You can find them on a map. Barely. Little towns that used to be rather important hubs dot the Virginia countryside, dating from the days when agriculture ruled along with the horse and buggy or mule and wagon. These central spots, often near rail stations, rivers, or better roads, were communities in their own right and many have faded away as the interstate system grew. The Lost Communities of Virginia, by Terri Fisher and Kirsten Sparenborg, takes a look at these fading places, several of them near our area, including Mineral, Woodford, and Milford.
Fans of Fried Green Tomatoes at the Whistle Stop Café can relate to little Milford, situated in Caroline County and still located on a railroad line. Originally the popular area here was Doguetown, named for the Dogue Indians who used the Mattaponi River for transportation. Milford, named for a nearby plantation in 1792, also used the river as a point for shipping—and inspecting—tobacco. The Mattaponi River was connected to both the York River and the Chesapeake Bay. By the early 1840s, the Richmond, Fredericksburg, and Potomac Railroad ran from Richmond to Aquia Creek with a stop in Milford. Milford’s North-South railroad connections made it a target in the Civil War.
George Mason, future patriot, spent part of his childhood in Stafford County. His father died by drowning when he was very young, so he sometimes stayed with relatives including his uncle, John Mercer who lived at Marlborough Point. His uncle was a lawyer and landowner. He had a large library for the time—more than 1,500 books—and 11-year-old George enjoyed the library, including law commentaries his uncle had written.
From the Central Rappahannock Regional Library
The Antiques Book: Outstanding, Authoritative Articles on Ceramics, Furniture, Glass, Silver, Pewter, Architecture, Prints and Other Collecting Interests edited by Alice Winchester and the staff of the magazine Antiques.
Lake Anna State Park is a favorite local destination for campers, boaters, and families who just want to spend a summer day at the lakeside beach. For most of us, the way to the lake runs down Lawyers Road. These days, there’s not much to take in with the view from this one-lane road, which passes through as quiet a stretch of Spotsylvania countryside as remains in the 21st century. But in centuries past, the western part of the county was the scene for tribal wars, slave labor, religious awakenings, whiskey barrel politics, gold mining, and Civil War armies on the march.
Follow Marlborough Point Road down to the eastern tip of Stafford County, and you will pass by lots of new housing mushrooming into the forests and fields that were once favored by both the Native Americans and colonial settlers. This section of the county is home to not just centuries of local history but millennia.
Virginia’s Civil War history sometimes overshadows her Revolutionary past. In For Virginia and Independence, Dr. Ward shares fascinating, adventurous stories of soldiers, some local, whose deeds should be remembered. There’s Peter Francisco, the strongman immigrant soldier; Jack Jouett, Virginia’s Paul Revere; Anna Maria Lane, who dressed as a man and followed her husband into battle; and 25 more.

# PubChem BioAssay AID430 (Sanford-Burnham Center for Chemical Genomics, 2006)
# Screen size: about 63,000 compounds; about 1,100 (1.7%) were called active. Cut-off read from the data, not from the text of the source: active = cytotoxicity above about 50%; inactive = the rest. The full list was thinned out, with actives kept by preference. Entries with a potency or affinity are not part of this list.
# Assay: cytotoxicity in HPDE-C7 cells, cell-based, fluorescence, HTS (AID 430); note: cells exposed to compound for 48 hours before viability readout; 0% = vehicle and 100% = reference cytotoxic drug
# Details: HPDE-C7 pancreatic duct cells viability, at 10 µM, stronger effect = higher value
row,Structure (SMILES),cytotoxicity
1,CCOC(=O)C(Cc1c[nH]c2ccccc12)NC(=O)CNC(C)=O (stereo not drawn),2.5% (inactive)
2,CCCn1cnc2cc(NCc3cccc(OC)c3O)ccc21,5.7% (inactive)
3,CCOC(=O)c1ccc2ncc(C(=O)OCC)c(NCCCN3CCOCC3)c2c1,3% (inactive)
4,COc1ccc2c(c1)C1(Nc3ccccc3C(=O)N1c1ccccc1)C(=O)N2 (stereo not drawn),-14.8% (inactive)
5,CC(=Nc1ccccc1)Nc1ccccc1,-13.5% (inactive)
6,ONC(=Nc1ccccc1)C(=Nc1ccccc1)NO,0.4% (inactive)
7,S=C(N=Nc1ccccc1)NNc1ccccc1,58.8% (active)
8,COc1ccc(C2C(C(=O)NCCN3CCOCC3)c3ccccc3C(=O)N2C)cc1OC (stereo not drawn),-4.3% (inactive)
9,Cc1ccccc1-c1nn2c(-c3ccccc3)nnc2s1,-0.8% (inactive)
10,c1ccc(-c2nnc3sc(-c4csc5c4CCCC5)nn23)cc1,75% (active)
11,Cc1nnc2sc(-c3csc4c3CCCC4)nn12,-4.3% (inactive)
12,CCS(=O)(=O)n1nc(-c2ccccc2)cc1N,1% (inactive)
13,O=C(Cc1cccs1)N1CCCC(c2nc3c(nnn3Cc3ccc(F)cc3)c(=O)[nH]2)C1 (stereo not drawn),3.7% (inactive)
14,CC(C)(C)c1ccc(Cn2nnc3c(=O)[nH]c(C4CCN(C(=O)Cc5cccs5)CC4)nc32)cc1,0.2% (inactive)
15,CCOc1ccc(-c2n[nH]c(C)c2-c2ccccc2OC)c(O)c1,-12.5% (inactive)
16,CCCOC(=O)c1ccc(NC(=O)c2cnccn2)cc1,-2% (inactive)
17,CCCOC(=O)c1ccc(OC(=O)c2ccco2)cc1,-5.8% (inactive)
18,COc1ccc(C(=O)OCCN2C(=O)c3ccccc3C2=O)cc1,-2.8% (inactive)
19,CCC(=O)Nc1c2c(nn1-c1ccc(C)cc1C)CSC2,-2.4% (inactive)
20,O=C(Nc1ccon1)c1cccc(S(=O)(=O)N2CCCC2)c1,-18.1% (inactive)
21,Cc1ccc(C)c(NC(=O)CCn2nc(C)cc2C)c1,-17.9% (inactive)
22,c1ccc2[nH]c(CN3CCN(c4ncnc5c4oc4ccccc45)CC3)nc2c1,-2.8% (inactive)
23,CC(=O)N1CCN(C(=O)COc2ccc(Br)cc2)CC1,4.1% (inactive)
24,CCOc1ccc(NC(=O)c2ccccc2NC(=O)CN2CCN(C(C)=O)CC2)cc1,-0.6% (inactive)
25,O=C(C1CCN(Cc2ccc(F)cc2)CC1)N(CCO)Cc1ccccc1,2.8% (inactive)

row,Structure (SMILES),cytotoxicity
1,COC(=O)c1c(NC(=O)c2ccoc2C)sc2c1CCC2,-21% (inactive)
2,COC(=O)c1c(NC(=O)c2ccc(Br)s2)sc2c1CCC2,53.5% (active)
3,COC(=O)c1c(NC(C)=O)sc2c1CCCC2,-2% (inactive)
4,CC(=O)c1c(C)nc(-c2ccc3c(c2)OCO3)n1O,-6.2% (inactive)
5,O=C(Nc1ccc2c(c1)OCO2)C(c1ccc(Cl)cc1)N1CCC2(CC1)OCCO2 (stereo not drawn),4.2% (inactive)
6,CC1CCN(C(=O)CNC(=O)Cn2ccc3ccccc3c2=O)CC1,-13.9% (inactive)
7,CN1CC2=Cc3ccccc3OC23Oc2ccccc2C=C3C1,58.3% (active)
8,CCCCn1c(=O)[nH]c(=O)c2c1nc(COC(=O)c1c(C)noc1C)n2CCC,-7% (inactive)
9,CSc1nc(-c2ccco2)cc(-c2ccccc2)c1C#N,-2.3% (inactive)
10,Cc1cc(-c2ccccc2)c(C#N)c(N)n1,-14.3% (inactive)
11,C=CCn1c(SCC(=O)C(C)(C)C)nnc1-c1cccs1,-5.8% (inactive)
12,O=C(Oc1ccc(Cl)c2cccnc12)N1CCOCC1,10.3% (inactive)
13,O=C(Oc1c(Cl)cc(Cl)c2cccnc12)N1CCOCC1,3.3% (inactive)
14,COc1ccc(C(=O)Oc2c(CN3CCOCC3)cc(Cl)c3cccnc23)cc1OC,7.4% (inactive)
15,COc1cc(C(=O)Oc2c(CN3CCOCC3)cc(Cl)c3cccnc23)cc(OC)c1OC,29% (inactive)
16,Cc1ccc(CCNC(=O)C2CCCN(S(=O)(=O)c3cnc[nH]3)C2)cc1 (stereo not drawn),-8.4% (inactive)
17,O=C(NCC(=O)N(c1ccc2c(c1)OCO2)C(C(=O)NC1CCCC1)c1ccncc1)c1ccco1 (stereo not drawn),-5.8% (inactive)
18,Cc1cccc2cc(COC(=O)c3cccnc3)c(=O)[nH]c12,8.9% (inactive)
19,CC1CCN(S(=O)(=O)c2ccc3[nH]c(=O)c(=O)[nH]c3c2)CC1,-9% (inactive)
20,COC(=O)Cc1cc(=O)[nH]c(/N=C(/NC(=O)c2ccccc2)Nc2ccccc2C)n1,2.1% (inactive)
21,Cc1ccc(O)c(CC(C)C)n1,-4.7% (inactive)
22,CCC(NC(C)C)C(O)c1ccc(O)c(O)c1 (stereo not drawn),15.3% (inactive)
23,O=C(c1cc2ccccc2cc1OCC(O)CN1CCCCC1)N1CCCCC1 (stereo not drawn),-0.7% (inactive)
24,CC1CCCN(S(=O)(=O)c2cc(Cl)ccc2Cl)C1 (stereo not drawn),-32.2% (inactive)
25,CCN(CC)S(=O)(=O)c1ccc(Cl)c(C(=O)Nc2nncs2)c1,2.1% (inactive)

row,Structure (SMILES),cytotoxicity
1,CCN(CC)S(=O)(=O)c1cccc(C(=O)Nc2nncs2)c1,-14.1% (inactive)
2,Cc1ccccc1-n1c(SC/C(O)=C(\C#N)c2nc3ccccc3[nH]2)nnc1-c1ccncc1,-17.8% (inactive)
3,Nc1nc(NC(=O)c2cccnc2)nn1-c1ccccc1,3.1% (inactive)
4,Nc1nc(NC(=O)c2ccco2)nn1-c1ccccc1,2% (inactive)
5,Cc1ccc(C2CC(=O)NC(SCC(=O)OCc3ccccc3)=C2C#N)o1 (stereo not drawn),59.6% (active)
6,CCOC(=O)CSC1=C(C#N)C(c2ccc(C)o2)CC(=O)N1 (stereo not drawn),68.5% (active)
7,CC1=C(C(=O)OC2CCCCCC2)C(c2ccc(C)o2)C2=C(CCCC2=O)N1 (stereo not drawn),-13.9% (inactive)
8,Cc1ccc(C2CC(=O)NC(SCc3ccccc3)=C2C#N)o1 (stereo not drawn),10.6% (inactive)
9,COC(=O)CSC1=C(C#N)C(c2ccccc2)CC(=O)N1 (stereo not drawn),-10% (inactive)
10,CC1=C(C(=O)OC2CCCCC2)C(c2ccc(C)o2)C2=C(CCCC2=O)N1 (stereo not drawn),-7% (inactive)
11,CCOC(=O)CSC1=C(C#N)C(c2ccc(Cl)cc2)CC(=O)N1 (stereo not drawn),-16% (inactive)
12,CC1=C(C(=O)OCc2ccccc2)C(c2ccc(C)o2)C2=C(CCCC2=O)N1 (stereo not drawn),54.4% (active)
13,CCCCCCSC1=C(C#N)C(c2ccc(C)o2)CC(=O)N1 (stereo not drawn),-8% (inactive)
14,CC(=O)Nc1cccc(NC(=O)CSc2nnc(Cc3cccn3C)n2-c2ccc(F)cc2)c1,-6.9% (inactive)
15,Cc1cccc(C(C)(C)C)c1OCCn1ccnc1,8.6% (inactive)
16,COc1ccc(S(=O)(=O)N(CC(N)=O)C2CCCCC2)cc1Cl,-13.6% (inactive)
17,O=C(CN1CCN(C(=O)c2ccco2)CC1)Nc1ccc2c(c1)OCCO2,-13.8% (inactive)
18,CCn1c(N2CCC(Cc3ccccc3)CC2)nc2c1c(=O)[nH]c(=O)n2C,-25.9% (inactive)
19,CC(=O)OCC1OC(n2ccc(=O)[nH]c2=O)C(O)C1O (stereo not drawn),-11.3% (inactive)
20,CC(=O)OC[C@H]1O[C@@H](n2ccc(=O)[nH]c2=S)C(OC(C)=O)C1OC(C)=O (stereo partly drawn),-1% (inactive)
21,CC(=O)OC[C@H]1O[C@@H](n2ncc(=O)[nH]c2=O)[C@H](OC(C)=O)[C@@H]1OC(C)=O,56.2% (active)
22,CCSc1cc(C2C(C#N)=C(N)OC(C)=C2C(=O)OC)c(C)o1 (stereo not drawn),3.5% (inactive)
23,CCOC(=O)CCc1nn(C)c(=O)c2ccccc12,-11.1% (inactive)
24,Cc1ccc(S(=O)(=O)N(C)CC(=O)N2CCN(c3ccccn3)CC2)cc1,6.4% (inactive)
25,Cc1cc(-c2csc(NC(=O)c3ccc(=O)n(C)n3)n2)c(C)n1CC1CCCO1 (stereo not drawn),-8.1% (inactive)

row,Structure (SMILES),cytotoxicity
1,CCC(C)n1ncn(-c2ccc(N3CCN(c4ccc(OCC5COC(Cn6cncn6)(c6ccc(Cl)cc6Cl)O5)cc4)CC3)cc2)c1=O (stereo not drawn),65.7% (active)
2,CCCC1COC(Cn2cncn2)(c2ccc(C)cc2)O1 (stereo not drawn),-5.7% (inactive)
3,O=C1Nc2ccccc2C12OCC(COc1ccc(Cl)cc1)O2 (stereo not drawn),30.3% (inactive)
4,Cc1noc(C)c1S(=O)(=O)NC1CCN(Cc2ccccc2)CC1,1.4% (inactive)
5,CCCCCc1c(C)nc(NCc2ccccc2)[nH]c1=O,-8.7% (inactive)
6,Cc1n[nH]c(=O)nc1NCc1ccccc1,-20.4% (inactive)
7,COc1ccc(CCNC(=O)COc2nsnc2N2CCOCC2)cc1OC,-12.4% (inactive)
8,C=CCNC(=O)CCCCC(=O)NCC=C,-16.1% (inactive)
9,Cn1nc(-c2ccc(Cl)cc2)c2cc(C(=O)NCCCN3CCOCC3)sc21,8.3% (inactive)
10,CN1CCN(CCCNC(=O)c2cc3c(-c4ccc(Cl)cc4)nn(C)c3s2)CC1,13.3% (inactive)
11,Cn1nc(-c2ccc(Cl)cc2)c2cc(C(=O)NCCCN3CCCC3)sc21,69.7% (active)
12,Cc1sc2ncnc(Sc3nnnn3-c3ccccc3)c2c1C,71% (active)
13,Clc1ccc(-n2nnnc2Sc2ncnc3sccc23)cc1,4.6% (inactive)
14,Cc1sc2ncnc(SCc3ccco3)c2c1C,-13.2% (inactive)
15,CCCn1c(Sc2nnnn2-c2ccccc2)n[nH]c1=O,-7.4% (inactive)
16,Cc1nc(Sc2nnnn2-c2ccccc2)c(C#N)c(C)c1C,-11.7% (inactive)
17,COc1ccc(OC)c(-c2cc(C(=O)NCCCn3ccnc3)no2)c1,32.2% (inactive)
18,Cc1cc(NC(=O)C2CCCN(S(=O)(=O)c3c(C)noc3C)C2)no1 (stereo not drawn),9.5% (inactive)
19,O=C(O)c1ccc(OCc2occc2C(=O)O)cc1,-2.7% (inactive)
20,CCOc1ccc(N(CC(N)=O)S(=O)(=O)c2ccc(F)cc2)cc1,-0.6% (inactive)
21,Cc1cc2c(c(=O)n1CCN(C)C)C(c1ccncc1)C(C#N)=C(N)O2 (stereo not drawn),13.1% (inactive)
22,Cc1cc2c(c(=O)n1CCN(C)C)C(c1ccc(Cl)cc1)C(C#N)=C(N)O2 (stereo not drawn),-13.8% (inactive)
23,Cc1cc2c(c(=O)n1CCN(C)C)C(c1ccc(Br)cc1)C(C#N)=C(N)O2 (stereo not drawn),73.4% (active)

The year 2002 celebrated the 250th anniversary of the foundation of "George Washington's Mother Lodge." According to the authors of The History of Freemasonry in Virginia, "Fredericksburg Lodge No. 4 stands out as one of the brightest Lodges in the early history of Freemasonry in Virginia." Since 1752 it has maintained a continuous Masonic presence in Fredericksburg. Many of the town's prominent citizens have been members, and many of its prominent buildings have Masonic cornerstones.
"Fredericksburg; may it increase and its commerce flourish." --Toast by George Washington, 1784
Fredericksburg-area residents and visitors have the opportunity to walk in the footsteps of Washington and Lincoln. Both presidents were entertained lavishly across the river at Chatham estate, but under very different circumstances.
To Washington, this small town of Fredericksburg was his childhood home, populated by many friends and relatives. His sojourns here are noted in his diary with a pleasant familiarity. Lincoln's view of Fredericksburg could hardly be of greater contrast, for Fredericksburg was a Union-occupied town, and although the president was certainly welcomed by his own men, he was not welcomed by Confederate townspeople. In the chill of that December, Fredericksburg would become the site of one of the Union's worst defeats.
Fredericksburg's Mary Ball Washington was an intrepid 18th-century woman who raised five children alone. The oldest became the first President of the United States.
Mary Washington's name and heritage are alive and well in the Fredericksburg area and beyond. Her home is at the corner of Lewis and Charles streets; the Mary Washington Monument is on Washington Avenue, which was originally Mary Washington Avenue.
The Central Rappahannock region produced many of the men who led the fight for independence and fashioned the new American nation. Some are remembered, and afforded their due. Some, like John Francis Mercer, are not remembered -- but should be….